Harvey Keitel and Wall Street - Harvey Keitel and Daphna Kastne New York City, USA - IFP's 20th Annual Gotham Independent Film Awards - Cipriani's Wall Street - Outside Arrivals Monday 29th November 2010
Harvey Keitel and Daphna Kastner - Harvey Keitel, Daphna Kastner, and Roman Keitel Toronto, Canada - The 35th Toronto International Film Festival - 'A Beginner's Guide To Endings' Premiere at Roy Thomson Hall - Arrivals Friday 17th September 2010
Harvey Keitel and British Academy Film Awards 2008 - Harvey Keitel and Guest London, England - The Orange British Academy Film Awards 2008 held at the Royal Opera House - Arrivals Sunday 10th February 2008
Roger Wilson and Harvey Keitel - Roger Wilson, Howard Himmelstein, Harvey Keitel and Frankie Muniz East Hampton, New York - Hampton International Film Festival 2007, screening of 'My Sexiest Year' at East Hampton United Artist - Arrivals Thursday 18th October 2007
It's the third movie in a series that won an insane number of Oscars (The Silence of the Lambs) and was promptly followed by one of the worst films in recent memory (Hannibal). It's a prequel... and its big star (Anthony Hopkins) is about 20 years too old. And it's a remake of a minor cult classic (Manhunter), a fantastic film which will invariably stomp the crap out of Red Dragon in the history books.
Continue reading: Red Dragon Review
The plot is so simple as to defy description: A lot of New York cops live across the water in Jersey, and it turns out they are all beholden to the mob. It's up to fat, half-deaf Sheriff Freddy (Sly) to expose this atrocity!!! Would that there were more to say, Cop Land builds its "mystery" by simply not telling you what's going on. Only after an hour or so do you piece together the whole mob angle, and then the audience realizes, "Hey, there's nothing happening here!" Note to Mangold: Watch L.A. Confidential a few times if you want to see how clever plot structure goes, not to mention throwing in a little wit here and there.
Continue reading: Cop Land Review
You see, the Masons weren't always a massive fraternity of elderly men who carried out ancient rituals behind the closed doors of their lodges. Once upon a time, they were knights. The Knights Templar, to be precise. And the Templar discovered the greatest treasure in human history buried deep beneath the Temple of Solomon in Jerusalem. To keep their treasure safe from the greedy kings of Europe and England, they carried it across the Atlantic to the New World, where they eventually founded a country and built an elaborate system to protect their treasure forever. So begins the story of National Treasure.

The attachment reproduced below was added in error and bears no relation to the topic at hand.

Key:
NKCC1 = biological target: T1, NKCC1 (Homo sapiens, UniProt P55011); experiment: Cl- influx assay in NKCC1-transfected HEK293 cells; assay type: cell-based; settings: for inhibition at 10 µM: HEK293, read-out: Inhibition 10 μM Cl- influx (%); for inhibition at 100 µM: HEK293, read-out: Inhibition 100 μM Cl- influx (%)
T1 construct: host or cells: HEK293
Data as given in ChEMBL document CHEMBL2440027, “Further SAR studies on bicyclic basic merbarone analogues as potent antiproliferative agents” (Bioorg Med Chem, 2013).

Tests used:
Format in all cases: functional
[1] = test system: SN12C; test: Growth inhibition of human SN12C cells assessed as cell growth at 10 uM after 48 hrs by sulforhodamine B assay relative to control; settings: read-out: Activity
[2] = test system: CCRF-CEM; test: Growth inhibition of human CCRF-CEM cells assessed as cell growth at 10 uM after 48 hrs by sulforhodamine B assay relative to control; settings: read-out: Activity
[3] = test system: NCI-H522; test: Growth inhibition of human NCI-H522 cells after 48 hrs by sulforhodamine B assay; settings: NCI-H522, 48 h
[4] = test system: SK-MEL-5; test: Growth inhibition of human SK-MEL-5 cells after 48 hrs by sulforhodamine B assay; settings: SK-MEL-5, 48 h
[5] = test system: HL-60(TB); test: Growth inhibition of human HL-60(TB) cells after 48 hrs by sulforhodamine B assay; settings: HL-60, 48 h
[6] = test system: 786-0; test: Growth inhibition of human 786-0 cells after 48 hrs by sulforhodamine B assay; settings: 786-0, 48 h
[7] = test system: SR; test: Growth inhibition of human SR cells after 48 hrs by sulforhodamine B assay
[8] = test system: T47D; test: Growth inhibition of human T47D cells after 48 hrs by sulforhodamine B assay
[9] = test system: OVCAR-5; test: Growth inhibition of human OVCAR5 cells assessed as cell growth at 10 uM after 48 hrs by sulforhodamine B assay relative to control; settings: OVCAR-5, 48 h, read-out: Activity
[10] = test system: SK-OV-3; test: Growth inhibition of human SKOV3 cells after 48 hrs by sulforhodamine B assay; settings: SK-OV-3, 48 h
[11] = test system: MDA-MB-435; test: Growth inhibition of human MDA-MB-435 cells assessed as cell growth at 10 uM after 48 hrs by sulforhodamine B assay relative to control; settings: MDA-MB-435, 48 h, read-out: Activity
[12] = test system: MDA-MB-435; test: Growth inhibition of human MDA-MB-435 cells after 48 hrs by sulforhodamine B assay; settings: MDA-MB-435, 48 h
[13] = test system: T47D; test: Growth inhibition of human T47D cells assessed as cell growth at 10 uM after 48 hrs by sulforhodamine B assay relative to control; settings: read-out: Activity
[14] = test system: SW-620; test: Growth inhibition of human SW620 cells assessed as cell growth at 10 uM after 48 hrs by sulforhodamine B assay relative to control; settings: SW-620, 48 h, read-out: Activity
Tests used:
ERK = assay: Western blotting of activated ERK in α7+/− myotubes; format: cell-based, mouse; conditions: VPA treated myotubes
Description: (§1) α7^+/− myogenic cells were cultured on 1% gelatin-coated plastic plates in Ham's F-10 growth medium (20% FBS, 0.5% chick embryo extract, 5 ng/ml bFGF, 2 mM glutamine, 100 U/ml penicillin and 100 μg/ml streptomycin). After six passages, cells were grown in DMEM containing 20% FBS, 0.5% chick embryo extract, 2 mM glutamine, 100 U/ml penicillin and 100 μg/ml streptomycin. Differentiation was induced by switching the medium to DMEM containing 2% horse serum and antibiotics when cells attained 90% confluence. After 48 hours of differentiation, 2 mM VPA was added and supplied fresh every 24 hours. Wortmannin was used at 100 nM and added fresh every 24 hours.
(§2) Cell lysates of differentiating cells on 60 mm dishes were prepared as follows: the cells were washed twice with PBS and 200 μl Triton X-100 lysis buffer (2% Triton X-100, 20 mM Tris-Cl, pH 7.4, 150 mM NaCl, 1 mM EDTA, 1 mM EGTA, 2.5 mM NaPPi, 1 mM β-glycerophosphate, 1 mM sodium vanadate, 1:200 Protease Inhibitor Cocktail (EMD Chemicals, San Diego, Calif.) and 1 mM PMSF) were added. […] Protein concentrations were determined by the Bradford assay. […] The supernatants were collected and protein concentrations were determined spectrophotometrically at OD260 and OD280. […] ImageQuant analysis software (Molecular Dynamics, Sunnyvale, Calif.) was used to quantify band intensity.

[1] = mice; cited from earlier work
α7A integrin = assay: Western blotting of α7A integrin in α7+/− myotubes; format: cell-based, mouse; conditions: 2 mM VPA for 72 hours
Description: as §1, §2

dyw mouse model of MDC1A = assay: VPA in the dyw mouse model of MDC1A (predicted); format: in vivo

Continue reading: National Treasure Review
Holy Smoke is the entrancing story of two zealots on a collision course with fate. Ruth, played by Winslet, is a young Australian who finds what she believes to be the path to enlightenment through the influence of a Guru while on holiday in India. When Mum (Julie Hamilton) gets word, she cooks up a plot to lure Ruth home and hires top cult deprogrammer PJ Waters (Harvey Keitel) to bring her daughter to reason.
Continue reading: Holy Smoke Review
Bad Timing tells an extremely simplistic story: In Vienna, psychologist Alex Linden (Art Garfunkel) meets a mysterious blonde named Milena (Theresa Russell) at a party, and soon they strike up an affair. Eventually she turns up in the E.R. What happened? A detective (Harvey Keitel, attired and styled as the obvious model for Pulp Fiction's Vincent Vega) is sent in to investigate.
Continue reading: Bad Timing Review
To be fair, The Duellists (based on Conrad's The Duel) is a type of movie made often in the 1970s -- a low-tech but visually authentic historical drama. As with '70s westerns, the point was to make a new kind of period drama emphasizing cinematic realism at the expense of entertainment values (instead of the other way around). The film is based on a Joseph Conrad story about a quarrel between two soldiers in Napoleon's army which turns into an obsessive folie a deux. Kind of a Gallic High Noon, but not as entertaining as High Noon.
Continue reading: The Duellists Review